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TRB's National Cooperative Highway Research Program (NCHRP) Research Report 875: Guidance for Evaluating the Safety Impacts of Intersection Sight Distance is a resource for practitioners involved in the planning, design, operations, and traffic safety management of stop-controlled intersections. It provides information on how to estimate the effect of intersection sight distance (ISD) on crash frequency at intersections and describes data collection methods and analysis steps for making safety-informed decisions about ISD. The guidance also provides basic information on the importance of ISD that can be shared with decision makers and other stakeholders.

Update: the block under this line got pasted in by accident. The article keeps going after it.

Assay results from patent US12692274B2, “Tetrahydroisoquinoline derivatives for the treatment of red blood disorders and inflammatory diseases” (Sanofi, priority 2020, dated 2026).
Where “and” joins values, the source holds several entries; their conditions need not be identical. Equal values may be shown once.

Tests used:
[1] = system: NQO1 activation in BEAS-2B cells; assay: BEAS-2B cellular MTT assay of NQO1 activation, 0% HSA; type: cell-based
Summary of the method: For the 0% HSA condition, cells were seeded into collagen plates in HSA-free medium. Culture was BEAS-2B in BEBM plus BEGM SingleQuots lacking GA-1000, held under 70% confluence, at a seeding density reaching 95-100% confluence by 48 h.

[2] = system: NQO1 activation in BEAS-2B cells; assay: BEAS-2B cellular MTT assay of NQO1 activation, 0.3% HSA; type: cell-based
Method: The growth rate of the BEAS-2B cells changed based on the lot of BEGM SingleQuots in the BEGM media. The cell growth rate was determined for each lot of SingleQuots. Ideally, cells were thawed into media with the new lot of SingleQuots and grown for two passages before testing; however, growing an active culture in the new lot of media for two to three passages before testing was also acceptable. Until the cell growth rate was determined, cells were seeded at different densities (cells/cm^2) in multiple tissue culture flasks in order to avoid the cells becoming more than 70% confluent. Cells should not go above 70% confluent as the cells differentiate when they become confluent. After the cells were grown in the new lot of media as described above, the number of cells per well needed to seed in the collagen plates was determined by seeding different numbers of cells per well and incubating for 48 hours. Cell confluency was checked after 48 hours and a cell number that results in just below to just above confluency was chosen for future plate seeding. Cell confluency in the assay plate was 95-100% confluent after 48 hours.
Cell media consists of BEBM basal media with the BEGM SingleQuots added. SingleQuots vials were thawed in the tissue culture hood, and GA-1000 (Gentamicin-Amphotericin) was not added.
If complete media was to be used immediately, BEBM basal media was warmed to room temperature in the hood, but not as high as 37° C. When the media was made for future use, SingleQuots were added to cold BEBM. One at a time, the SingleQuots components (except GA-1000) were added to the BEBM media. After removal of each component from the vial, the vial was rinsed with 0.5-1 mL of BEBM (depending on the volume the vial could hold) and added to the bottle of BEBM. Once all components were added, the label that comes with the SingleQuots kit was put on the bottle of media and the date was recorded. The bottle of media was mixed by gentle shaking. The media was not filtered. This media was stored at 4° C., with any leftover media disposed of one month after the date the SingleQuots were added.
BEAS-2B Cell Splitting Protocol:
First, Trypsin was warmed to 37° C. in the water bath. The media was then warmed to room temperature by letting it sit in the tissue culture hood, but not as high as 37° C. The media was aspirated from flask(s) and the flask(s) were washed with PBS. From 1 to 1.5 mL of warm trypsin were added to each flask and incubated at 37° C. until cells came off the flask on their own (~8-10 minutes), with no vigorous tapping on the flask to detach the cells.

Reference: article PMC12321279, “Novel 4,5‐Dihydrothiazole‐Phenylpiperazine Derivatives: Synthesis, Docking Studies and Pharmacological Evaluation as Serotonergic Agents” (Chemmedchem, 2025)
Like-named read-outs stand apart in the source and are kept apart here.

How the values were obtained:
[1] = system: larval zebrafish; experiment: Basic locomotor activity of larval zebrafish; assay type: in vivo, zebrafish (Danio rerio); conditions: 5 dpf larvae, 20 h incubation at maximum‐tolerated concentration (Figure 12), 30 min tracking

Accompanying the report, NCHRP Web-Only Document 228: Safety Impacts of Intersection Sight Distance documents the methodology and presents the results from the underlying research on estimating the safety effects of ISD at stop-controlled intersections. To establish the relationship between ISD and safety at stop-controlled intersections, crash, traffic, and geometric data were collected for 832 intersection approaches with minor-road stop control in North Carolina, Ohio, and Washington. A PowerPoint presentation that describes the project also accompanies the report and web-only document.